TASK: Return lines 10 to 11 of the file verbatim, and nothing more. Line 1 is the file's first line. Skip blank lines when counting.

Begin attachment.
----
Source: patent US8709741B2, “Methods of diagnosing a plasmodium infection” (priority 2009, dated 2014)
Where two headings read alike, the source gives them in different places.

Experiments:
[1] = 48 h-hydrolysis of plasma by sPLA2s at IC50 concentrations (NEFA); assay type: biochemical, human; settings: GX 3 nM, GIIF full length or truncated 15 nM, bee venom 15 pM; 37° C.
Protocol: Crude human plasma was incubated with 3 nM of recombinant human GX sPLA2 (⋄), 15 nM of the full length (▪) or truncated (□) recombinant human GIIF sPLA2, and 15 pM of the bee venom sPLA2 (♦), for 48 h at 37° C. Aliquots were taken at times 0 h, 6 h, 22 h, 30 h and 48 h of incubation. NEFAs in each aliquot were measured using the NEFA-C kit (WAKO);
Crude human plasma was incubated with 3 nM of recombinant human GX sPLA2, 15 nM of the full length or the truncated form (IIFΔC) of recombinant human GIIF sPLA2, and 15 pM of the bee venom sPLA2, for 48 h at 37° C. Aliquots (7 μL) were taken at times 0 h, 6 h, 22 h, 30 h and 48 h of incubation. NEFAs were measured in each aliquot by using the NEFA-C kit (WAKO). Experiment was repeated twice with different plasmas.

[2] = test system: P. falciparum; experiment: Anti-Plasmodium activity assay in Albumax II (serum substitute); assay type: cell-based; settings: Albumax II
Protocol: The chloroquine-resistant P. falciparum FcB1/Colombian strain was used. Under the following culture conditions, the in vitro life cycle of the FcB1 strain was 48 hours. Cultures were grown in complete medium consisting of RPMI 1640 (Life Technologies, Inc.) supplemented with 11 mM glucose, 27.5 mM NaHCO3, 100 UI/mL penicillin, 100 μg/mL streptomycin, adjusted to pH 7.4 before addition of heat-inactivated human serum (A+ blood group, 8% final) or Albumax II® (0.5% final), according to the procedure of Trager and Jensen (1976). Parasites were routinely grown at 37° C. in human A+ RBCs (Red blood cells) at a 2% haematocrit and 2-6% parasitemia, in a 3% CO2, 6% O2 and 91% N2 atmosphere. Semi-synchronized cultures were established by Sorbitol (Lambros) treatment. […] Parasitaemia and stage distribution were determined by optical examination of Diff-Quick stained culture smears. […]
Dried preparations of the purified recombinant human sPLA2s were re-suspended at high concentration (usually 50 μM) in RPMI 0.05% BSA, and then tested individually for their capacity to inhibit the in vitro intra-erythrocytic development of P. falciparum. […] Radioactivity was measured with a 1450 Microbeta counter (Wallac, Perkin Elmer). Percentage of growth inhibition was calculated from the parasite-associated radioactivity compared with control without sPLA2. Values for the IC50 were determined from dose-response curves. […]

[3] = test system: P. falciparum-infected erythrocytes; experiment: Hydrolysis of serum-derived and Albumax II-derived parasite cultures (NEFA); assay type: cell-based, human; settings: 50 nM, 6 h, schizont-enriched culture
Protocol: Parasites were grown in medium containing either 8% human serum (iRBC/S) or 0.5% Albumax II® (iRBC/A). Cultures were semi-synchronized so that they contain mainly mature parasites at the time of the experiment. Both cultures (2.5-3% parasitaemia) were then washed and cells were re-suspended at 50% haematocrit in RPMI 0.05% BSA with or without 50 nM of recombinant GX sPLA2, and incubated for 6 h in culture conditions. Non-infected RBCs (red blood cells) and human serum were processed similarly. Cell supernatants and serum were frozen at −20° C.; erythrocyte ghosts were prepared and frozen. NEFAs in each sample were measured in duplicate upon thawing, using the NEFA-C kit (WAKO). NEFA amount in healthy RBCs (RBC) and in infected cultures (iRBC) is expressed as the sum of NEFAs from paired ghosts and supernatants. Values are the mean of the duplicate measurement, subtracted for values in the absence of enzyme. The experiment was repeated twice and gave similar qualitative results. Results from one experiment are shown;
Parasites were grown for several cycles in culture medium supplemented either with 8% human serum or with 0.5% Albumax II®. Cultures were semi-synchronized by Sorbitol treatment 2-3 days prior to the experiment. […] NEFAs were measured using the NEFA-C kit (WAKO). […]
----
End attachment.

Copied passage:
[3] = test system: P. falciparum-infected erythrocytes; experiment: Hydrolysis of serum-derived and Albumax II-derived parasite cultures (NEFA); assay type: cell-based, human; settings: 50 nM, 6 h, schizont-enriched culture
Protocol: Parasites were grown in medium containing either 8% human serum (iRBC/S) or 0.5% Albumax II® (iRBC/A). Cultures were semi-synchronized so that they contain mainly mature parasites at the time of the experiment. Both cultures (2.5-3% parasitaemia) were then washed and cells were re-suspended at 50% haematocrit in RPMI 0.05% BSA with or without 50 nM of recombinant GX sPLA2, and incubated for 6 h in culture conditions. Non-infected RBCs (red blood cells) and human serum were processed similarly. Cell supernatants and serum were frozen at −20° C.; erythrocyte ghosts were prepared and frozen. NEFAs in each sample were measured in duplicate upon thawing, using the NEFA-C kit (WAKO). NEFA amount in healthy RBCs (RBC) and in infected cultures (iRBC) is expressed as the sum of NEFAs from paired ghosts and supernatants. Values are the mean of the duplicate measurement, subtracted for values in the absence of enzyme. The experiment was repeated twice and gave similar qualitative results. Results from one experiment are shown;